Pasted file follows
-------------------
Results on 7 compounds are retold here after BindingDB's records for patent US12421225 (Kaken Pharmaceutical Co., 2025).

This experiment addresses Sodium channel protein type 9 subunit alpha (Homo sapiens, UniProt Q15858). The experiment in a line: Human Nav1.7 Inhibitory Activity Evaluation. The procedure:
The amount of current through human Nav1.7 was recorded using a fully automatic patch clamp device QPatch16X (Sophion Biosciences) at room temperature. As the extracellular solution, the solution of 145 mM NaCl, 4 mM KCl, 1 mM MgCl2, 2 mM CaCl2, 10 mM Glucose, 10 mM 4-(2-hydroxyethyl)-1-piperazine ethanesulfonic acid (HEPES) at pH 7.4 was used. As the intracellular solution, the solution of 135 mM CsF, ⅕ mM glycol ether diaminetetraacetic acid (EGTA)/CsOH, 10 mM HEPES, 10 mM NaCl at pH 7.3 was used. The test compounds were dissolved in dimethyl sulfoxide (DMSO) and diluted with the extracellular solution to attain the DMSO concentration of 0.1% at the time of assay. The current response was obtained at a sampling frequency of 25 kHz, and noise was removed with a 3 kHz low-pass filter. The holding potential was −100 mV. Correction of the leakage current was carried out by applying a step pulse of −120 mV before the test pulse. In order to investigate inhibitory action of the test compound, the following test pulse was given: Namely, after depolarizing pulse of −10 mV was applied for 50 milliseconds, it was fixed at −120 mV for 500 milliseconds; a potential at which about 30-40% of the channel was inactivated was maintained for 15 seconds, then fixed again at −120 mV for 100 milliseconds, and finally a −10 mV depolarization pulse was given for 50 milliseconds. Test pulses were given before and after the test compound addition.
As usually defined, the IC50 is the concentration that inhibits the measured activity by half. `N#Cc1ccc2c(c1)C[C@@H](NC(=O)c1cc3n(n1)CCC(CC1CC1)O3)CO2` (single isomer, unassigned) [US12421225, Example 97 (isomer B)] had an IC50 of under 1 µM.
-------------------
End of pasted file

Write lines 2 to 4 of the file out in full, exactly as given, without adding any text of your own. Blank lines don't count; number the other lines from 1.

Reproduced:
This experiment addresses Sodium channel protein type 9 subunit alpha (Homo sapiens, UniProt Q15858). The experiment in a line: Human Nav1.7 Inhibitory Activity Evaluation. The procedure:
The amount of current through human Nav1.7 was recorded using a fully automatic patch clamp device QPatch16X (Sophion Biosciences) at room temperature. As the extracellular solution, the solution of 145 mM NaCl, 4 mM KCl, 1 mM MgCl2, 2 mM CaCl2, 10 mM Glucose, 10 mM 4-(2-hydroxyethyl)-1-piperazine ethanesulfonic acid (HEPES) at pH 7.4 was used. As the intracellular solution, the solution of 135 mM CsF, ⅕ mM glycol ether diaminetetraacetic acid (EGTA)/CsOH, 10 mM HEPES, 10 mM NaCl at pH 7.3 was used. The test compounds were dissolved in dimethyl sulfoxide (DMSO) and diluted with the extracellular solution to attain the DMSO concentration of 0.1% at the time of assay. The current response was obtained at a sampling frequency of 25 kHz, and noise was removed with a 3 kHz low-pass filter. The holding potential was −100 mV. Correction of the leakage current was carried out by applying a step pulse of −120 mV before the test pulse. In order to investigate inhibitory action of the test compound, the following test pulse was given: Namely, after depolarizing pulse of −10 mV was applied for 50 milliseconds, it was fixed at −120 mV for 500 milliseconds; a potential at which about 30-40% of the channel was inactivated was maintained for 15 seconds, then fixed again at −120 mV for 100 milliseconds, and finally a −10 mV depolarization pulse was given for 50 milliseconds. Test pulses were given before and after the test compound addition.
As usually defined, the IC50 is the concentration that inhibits the measured activity by half. `N#Cc1ccc2c(c1)C[C@@H](NC(=O)c1cc3n(n1)CCC(CC1CC1)O3)CO2` (single isomer, unassigned) [US12421225, Example 97 (isomer B)] had an IC50 of under 1 µM.